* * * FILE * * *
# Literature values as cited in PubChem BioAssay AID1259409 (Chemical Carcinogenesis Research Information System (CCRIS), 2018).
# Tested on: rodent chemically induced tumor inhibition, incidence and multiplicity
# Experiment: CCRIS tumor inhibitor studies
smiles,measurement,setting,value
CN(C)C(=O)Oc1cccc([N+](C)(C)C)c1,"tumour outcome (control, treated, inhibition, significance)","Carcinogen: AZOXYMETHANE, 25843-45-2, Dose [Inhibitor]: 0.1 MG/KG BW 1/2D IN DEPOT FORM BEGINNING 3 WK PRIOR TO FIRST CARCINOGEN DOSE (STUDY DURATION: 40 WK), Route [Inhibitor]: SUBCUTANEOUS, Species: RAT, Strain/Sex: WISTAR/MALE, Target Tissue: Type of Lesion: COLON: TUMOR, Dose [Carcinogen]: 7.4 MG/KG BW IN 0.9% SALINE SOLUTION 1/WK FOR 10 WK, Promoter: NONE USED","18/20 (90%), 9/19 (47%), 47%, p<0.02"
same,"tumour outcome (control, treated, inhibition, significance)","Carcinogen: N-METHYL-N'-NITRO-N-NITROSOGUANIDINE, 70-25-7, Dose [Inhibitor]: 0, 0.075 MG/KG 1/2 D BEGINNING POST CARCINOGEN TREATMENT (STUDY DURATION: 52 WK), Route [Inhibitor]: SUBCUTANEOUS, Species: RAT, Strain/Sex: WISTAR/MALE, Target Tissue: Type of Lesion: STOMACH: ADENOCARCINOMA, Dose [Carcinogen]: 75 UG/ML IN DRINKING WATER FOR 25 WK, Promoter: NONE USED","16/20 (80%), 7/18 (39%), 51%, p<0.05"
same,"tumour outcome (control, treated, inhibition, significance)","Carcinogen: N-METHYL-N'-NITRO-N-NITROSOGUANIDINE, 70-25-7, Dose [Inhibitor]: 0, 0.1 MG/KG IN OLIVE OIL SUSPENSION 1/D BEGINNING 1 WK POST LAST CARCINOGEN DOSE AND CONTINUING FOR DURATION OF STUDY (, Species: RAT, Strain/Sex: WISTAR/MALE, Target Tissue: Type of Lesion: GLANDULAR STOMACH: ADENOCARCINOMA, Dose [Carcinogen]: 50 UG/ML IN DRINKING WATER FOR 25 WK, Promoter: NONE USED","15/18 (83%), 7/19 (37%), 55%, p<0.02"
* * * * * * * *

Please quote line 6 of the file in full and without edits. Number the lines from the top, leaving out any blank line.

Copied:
same,"tumour outcome (control, treated, inhibition, significance)","Carcinogen: N-METHYL-N'-NITRO-N-NITROSOGUANIDINE, 70-25-7, Dose [Inhibitor]: 0, 0.075 MG/KG 1/2 D BEGINNING POST CARCINOGEN TREATMENT (STUDY DURATION: 52 WK), Route [Inhibitor]: SUBCUTANEOUS, Species: RAT, Strain/Sex: WISTAR/MALE, Target Tissue: Type of Lesion: STOMACH: ADENOCARCINOMA, Dose [Carcinogen]: 75 UG/ML IN DRINKING WATER FOR 25 WK, Promoter: NONE USED","16/20 (80%), 7/18 (39%), 51%, p<0.05"